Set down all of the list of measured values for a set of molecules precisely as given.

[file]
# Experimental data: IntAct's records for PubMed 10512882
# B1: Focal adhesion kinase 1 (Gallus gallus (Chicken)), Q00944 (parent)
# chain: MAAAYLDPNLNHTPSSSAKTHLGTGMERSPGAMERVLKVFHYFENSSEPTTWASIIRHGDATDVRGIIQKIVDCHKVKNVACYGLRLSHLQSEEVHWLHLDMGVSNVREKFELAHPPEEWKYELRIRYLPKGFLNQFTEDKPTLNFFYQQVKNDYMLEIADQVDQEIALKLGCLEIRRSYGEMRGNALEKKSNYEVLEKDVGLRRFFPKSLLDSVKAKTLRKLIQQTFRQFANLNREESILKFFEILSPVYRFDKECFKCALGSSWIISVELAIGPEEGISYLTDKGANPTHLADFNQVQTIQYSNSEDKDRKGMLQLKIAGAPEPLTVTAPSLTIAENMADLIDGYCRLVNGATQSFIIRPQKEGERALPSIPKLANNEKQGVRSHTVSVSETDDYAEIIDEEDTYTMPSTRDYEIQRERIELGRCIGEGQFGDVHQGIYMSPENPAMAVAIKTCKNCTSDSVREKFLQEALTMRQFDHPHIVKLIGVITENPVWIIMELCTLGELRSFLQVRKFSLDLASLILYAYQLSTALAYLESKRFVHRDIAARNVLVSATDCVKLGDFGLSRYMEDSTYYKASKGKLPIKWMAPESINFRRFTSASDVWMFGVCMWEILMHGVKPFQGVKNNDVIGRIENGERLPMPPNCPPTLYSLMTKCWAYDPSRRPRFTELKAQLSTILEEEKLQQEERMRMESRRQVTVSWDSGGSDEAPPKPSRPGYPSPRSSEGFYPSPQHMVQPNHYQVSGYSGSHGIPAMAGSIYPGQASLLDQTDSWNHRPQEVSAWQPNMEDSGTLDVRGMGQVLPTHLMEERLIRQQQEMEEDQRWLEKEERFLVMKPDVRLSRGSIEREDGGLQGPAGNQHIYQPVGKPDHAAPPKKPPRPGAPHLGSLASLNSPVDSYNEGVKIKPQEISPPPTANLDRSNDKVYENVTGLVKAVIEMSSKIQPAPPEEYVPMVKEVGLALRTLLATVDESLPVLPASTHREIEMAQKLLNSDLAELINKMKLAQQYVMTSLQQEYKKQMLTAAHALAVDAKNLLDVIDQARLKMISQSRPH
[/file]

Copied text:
# Experimental data: IntAct's records for PubMed 10512882
# B1: Focal adhesion kinase 1 (Gallus gallus (Chicken)), Q00944 (parent)
# chain: MAAAYLDPNLNHTPSSSAKTHLGTGMERSPGAMERVLKVFHYFENSSEPTTWASIIRHGDATDVRGIIQKIVDCHKVKNVACYGLRLSHLQSEEVHWLHLDMGVSNVREKFELAHPPEEWKYELRIRYLPKGFLNQFTEDKPTLNFFYQQVKNDYMLEIADQVDQEIALKLGCLEIRRSYGEMRGNALEKKSNYEVLEKDVGLRRFFPKSLLDSVKAKTLRKLIQQTFRQFANLNREESILKFFEILSPVYRFDKECFKCALGSSWIISVELAIGPEEGISYLTDKGANPTHLADFNQVQTIQYSNSEDKDRKGMLQLKIAGAPEPLTVTAPSLTIAENMADLIDGYCRLVNGATQSFIIRPQKEGERALPSIPKLANNEKQGVRSHTVSVSETDDYAEIIDEEDTYTMPSTRDYEIQRERIELGRCIGEGQFGDVHQGIYMSPENPAMAVAIKTCKNCTSDSVREKFLQEALTMRQFDHPHIVKLIGVITENPVWIIMELCTLGELRSFLQVRKFSLDLASLILYAYQLSTALAYLESKRFVHRDIAARNVLVSATDCVKLGDFGLSRYMEDSTYYKASKGKLPIKWMAPESINFRRFTSASDVWMFGVCMWEILMHGVKPFQGVKNNDVIGRIENGERLPMPPNCPPTLYSLMTKCWAYDPSRRPRFTELKAQLSTILEEEKLQQEERMRMESRRQVTVSWDSGGSDEAPPKPSRPGYPSPRSSEGFYPSPQHMVQPNHYQVSGYSGSHGIPAMAGSIYPGQASLLDQTDSWNHRPQEVSAWQPNMEDSGTLDVRGMGQVLPTHLMEERLIRQQQEMEEDQRWLEKEERFLVMKPDVRLSRGSIEREDGGLQGPAGNQHIYQPVGKPDHAAPPKKPPRPGAPHLGSLASLNSPVDSYNEGVKIKPQEISPPPTANLDRSNDKVYENVTGLVKAVIEMSSKIQPAPPEEYVPMVKEVGLALRTLLATVDESLPVLPASTHREIEMAQKLLNSDLAELINKMKLAQQYVMTSLQQEYKKQMLTAAHALAVDAKNLLDVIDQARLKMISQSRPH